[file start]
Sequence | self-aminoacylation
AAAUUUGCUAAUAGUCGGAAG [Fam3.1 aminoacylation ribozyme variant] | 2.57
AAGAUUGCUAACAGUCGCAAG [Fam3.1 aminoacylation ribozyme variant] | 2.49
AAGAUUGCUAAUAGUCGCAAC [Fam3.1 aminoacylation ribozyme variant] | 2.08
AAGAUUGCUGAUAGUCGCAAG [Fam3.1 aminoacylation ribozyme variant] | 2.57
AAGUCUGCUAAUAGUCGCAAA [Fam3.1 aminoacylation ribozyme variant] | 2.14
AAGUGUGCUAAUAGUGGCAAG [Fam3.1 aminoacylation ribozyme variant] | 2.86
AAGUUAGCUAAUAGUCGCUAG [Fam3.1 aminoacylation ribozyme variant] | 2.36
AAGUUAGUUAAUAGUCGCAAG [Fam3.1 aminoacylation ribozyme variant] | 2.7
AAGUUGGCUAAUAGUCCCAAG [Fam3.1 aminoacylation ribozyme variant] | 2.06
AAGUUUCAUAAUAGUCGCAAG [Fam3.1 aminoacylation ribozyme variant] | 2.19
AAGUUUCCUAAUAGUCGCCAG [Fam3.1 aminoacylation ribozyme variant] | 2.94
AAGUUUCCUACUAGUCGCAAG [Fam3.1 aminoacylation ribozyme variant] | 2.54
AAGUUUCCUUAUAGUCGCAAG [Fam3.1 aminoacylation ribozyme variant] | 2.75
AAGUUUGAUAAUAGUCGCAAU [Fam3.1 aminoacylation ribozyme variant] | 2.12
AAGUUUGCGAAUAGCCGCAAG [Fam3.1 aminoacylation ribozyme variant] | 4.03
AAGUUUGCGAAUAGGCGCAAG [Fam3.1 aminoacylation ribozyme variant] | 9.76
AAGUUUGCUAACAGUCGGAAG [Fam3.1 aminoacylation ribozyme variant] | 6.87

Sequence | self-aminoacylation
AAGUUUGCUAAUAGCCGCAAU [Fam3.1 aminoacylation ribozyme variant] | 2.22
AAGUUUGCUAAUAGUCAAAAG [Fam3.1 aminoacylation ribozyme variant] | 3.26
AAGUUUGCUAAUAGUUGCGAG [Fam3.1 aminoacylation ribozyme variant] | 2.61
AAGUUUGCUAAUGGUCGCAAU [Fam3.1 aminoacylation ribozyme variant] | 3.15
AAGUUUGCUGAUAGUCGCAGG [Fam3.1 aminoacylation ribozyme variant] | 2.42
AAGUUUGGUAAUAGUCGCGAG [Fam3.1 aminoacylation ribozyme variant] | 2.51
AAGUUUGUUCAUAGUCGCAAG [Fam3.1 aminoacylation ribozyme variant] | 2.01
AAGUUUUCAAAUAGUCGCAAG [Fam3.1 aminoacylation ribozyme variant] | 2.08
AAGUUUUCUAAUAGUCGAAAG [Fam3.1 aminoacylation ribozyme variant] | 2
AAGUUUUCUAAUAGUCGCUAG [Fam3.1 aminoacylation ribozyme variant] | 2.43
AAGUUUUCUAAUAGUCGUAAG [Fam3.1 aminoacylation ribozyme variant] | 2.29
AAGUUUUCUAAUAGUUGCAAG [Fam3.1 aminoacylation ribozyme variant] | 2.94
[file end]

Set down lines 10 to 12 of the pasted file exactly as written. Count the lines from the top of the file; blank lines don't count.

AAGUUGGCUAAUAGUCCCAAG [Fam3.1 aminoacylation ribozyme variant] | 2.06
AAGUUUCAUAAUAGUCGCAAG [Fam3.1 aminoacylation ribozyme variant] | 2.19
AAGUUUCCUAAUAGUCGCCAG [Fam3.1 aminoacylation ribozyme variant] | 2.94